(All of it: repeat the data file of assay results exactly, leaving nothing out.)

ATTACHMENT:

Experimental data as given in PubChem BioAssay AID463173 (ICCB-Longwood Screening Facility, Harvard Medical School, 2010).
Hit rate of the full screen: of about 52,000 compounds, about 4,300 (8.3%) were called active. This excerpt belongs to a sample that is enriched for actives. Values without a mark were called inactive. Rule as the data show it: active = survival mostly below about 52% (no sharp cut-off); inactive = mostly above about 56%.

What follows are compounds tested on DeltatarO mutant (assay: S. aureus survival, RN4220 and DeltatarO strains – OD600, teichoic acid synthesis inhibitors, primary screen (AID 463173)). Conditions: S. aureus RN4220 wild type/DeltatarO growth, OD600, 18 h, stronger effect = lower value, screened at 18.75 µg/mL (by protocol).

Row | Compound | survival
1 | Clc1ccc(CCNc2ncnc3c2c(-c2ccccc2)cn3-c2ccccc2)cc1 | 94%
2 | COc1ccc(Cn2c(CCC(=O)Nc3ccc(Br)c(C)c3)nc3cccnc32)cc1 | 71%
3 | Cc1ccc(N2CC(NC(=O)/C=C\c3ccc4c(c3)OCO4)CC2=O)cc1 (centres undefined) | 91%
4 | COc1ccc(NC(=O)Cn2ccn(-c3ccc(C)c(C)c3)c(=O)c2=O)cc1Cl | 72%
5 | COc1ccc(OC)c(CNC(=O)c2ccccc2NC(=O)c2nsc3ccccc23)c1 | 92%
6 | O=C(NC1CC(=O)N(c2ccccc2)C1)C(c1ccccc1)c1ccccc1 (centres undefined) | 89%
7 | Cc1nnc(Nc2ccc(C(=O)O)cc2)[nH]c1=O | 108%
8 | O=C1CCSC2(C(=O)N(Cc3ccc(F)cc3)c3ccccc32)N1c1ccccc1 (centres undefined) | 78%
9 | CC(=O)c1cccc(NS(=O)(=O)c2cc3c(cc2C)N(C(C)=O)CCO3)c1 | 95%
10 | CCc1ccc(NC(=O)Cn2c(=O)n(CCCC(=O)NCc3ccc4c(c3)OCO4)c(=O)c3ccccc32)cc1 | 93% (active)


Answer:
Experimental data as given in PubChem BioAssay AID463173 (ICCB-Longwood Screening Facility, Harvard Medical School, 2010).
Hit rate of the full screen: of about 52,000 compounds, about 4,300 (8.3%) were called active. This excerpt belongs to a sample that is enriched for actives. Values without a mark were called inactive. Rule as the data show it: active = survival mostly below about 52% (no sharp cut-off); inactive = mostly above about 56%.

What follows are compounds tested on DeltatarO mutant (assay: S. aureus survival, RN4220 and DeltatarO strains – OD600, teichoic acid synthesis inhibitors, primary screen (AID 463173)). Conditions: S. aureus RN4220 wild type/DeltatarO growth, OD600, 18 h, stronger effect = lower value, screened at 18.75 µg/mL (by protocol).

Row | Compound | survival
1 | Clc1ccc(CCNc2ncnc3c2c(-c2ccccc2)cn3-c2ccccc2)cc1 | 94%
2 | COc1ccc(Cn2c(CCC(=O)Nc3ccc(Br)c(C)c3)nc3cccnc32)cc1 | 71%
3 | Cc1ccc(N2CC(NC(=O)/C=C\c3ccc4c(c3)OCO4)CC2=O)cc1 (centres undefined) | 91%
4 | COc1ccc(NC(=O)Cn2ccn(-c3ccc(C)c(C)c3)c(=O)c2=O)cc1Cl | 72%
5 | COc1ccc(OC)c(CNC(=O)c2ccccc2NC(=O)c2nsc3ccccc23)c1 | 92%
6 | O=C(NC1CC(=O)N(c2ccccc2)C1)C(c1ccccc1)c1ccccc1 (centres undefined) | 89%
7 | Cc1nnc(Nc2ccc(C(=O)O)cc2)[nH]c1=O | 108%
8 | O=C1CCSC2(C(=O)N(Cc3ccc(F)cc3)c3ccccc32)N1c1ccccc1 (centres undefined) | 78%
9 | CC(=O)c1cccc(NS(=O)(=O)c2cc3c(cc2C)N(C(C)=O)CCO3)c1 | 95%
10 | CCc1ccc(NC(=O)Cn2c(=O)n(CCCC(=O)NCc3ccc4c(c3)OCO4)c(=O)c3ccccc32)cc1 | 93% (active)